Many people know that yogurt can be made pretty easily in the crock pot. That yogurt can be turned pretty easily into cream cheese, which my kids and I will eat plain during the day while we graze.
We were running low on whey, a by-product of making cream cheese, so it was time to make cream cheese again. A CVS opened up near us, and we got a coupon in the mail, $10 off an order of $20 or more. I got six gallons of whole milk for $10.49. We have state regulated milk prices, so this is a rare deal. You don't need whole milk for this; you can use raw, skim or even powdered milk.
I use a whole gallon, but I've included the timing for a half gallon, which I found here.
1) Pour a gallon of milk into the crock pot, cover, and turn it on low for three hours, two and a half hours if you only use a half gallon.
2) Turn off the crock pot and let it sit, covered, for three more hours.
3) Add a cup of yogurt and stir it in with a whisk and cover. Make sure you use plain yogurt with live active cultures.
4) Wrap a heavy blanket around the entire crock pot and let sit eight to twelve hours; overnight is good.
Now you have yogurt!
At first, it will be the consistency of a yogurt smoothie. If you're into that, throw some it in the blender with some fruit and a sweetener. I always take some of the freshest yogurt and fill the original yogurt cup with it. It goes into my freezer for next time I want to make yogurt.
If you want a thicker consistency, put some cheesecloth or a loosely-woven fabric over your pasta strainer. Put the strainer in a pot to catch the liquid and put the yogurt on the cloth in the strainer. Keep refrigerated.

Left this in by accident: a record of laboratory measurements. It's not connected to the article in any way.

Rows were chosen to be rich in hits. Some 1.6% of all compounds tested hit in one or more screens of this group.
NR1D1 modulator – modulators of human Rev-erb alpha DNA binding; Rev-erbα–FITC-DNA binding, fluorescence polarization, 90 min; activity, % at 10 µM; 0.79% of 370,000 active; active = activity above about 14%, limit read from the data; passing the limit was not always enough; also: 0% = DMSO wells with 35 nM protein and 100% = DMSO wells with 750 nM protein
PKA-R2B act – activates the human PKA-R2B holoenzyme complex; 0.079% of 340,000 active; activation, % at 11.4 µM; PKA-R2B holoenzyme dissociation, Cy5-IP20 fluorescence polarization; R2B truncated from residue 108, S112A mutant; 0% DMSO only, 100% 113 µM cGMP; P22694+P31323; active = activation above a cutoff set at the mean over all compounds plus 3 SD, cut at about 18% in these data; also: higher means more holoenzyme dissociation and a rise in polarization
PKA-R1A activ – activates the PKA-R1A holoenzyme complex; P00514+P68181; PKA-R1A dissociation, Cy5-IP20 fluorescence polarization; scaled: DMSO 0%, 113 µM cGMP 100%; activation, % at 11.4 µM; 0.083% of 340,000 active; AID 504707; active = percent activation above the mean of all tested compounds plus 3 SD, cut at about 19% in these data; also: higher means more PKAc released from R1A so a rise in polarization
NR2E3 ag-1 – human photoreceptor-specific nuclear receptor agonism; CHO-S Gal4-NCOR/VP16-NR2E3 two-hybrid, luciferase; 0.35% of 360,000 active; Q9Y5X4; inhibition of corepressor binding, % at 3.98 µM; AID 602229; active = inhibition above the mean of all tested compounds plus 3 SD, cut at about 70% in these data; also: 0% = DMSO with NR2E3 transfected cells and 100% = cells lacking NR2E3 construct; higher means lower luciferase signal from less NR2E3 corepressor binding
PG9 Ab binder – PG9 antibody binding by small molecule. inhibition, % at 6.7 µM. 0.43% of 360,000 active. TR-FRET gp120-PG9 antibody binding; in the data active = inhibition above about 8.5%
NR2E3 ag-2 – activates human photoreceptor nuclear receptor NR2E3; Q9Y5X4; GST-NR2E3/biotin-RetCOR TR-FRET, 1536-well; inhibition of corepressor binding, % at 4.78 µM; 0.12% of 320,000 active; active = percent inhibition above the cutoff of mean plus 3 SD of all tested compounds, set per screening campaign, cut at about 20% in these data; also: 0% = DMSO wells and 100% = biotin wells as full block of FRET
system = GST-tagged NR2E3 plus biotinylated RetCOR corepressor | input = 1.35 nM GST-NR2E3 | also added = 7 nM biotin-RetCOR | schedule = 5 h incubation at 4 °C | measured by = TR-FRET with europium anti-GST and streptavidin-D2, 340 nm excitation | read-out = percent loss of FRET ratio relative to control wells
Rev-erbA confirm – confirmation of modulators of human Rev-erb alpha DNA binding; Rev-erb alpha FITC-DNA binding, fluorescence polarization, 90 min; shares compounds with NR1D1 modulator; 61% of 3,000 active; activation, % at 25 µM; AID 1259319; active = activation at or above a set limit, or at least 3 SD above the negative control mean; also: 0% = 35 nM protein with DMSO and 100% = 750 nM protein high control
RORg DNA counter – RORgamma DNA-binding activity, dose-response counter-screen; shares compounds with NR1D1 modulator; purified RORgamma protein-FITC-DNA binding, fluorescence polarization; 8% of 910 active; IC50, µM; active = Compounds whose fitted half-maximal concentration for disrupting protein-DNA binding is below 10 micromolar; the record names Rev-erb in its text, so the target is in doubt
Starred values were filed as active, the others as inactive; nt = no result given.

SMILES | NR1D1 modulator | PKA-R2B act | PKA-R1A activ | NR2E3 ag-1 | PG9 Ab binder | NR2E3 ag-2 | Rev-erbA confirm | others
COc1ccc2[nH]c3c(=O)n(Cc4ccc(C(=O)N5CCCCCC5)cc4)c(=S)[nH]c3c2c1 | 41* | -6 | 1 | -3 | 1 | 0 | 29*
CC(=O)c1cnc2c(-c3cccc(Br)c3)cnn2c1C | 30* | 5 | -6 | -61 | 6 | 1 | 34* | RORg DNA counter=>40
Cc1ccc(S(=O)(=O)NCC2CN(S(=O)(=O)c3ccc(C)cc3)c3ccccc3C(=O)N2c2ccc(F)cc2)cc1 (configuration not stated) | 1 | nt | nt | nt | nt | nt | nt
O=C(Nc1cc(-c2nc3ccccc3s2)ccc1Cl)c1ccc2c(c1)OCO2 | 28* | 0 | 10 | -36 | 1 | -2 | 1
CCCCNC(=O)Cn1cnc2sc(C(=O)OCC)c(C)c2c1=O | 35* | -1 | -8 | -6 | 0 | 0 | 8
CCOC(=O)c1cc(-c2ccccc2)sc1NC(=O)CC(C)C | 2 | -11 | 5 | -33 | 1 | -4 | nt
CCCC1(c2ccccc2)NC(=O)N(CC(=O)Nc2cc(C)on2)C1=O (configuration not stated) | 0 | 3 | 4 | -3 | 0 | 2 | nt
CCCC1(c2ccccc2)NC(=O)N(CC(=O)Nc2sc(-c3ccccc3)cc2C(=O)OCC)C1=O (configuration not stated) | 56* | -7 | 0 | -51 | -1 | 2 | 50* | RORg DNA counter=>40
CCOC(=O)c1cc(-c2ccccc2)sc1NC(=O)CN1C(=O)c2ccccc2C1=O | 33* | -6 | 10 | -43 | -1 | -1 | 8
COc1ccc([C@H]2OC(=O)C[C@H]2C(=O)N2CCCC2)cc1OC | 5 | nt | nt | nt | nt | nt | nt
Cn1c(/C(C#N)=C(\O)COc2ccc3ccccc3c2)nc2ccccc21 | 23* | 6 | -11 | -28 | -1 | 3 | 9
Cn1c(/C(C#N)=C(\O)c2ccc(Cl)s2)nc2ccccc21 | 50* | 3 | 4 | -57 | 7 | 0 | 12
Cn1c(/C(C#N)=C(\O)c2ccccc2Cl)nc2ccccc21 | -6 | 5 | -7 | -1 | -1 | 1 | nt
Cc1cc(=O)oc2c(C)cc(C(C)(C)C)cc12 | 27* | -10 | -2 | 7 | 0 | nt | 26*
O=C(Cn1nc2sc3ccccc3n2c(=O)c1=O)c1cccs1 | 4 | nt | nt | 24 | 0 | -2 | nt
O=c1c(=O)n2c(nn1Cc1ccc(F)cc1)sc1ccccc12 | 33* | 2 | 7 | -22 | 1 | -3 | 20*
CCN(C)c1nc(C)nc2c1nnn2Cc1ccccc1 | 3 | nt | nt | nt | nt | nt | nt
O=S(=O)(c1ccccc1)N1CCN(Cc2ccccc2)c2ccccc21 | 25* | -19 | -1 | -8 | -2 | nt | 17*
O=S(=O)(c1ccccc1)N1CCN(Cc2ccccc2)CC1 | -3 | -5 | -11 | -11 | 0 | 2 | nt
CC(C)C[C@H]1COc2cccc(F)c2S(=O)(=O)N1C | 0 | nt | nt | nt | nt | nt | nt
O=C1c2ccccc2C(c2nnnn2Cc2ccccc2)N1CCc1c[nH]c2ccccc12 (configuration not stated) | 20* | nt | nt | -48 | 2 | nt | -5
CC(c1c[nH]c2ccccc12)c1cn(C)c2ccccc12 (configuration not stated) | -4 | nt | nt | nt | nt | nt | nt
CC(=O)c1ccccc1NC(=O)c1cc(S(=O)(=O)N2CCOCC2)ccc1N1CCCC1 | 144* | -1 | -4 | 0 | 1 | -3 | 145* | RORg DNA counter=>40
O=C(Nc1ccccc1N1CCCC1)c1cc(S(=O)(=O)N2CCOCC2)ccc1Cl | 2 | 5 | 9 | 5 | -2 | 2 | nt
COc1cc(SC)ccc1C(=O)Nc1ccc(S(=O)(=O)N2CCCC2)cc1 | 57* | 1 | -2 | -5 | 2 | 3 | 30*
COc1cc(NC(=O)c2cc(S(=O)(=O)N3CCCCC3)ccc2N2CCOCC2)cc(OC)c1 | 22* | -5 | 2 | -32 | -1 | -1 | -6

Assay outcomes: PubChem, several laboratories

The liquid that collects in the pot is whey. It is considered precious in my household. It can be substituted for milk in many recipes, like pancakes and muffins. It is good for fermenting grains and fruits and vegetables. It is super nutritious. Don't throw it away. Play with it.
Now the yogurt is about to go through some changes as the whey seeps out. After a few hours, you will have a thicker yogurt, like store bought regular yogurt. If this is what you want, put it in a container to use.
A few hours later, you will have an even thicker yogurt, like Greek yogurt or sour cream. I put some of this aside to put on our tacos as sour cream.
A day or so later, if left to strain, the yogurt will have a dip or spread like consistency. You can mix it with some herbs, oregano or chives are good, and spread it on crackers. You can also put cinnamon and stevia in for a sweet spread.
A few days after that, if left to strain, the yogurt will be real thick, like cream cheese. It is slightly more tart than store-bought cream cheese, but not tart like plain yogurt. I save a little out to make creamy quesadillas, and the rest we munch on with a spoon.
The quantity I get is hard to measure. I get a gallon of smoothie like yogurt, and probably three quarts of regular yogurt, so those are definitely a better deal than their store bought equivalent. But I get a much smaller quantity of cream cheese. Since I usually can't leave the yogurt alone through each of it's stages, I don't actually know how much cream cheese I could end up with, but I'm pretty sure it's a better deal than store bought, especially since it gives me my precious whey.